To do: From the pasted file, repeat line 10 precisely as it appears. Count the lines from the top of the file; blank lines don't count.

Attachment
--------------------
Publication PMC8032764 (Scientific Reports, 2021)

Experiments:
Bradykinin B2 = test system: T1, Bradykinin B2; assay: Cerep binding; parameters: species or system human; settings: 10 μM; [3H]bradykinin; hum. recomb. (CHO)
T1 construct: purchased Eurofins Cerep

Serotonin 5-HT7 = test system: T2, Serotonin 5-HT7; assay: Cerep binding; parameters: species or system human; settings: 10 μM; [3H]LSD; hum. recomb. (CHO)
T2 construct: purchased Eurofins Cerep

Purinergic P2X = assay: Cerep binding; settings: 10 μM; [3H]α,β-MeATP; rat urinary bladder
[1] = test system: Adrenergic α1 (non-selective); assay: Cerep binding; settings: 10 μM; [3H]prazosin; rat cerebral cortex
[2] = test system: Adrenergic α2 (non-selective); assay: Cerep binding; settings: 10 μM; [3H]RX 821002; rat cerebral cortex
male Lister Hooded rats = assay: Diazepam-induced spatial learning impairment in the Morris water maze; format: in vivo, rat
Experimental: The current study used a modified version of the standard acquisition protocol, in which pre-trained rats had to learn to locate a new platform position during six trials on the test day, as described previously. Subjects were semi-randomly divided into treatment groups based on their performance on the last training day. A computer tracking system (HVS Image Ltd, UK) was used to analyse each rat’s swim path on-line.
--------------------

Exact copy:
male Lister Hooded rats = assay: Diazepam-induced spatial learning impairment in the Morris water maze; format: in vivo, rat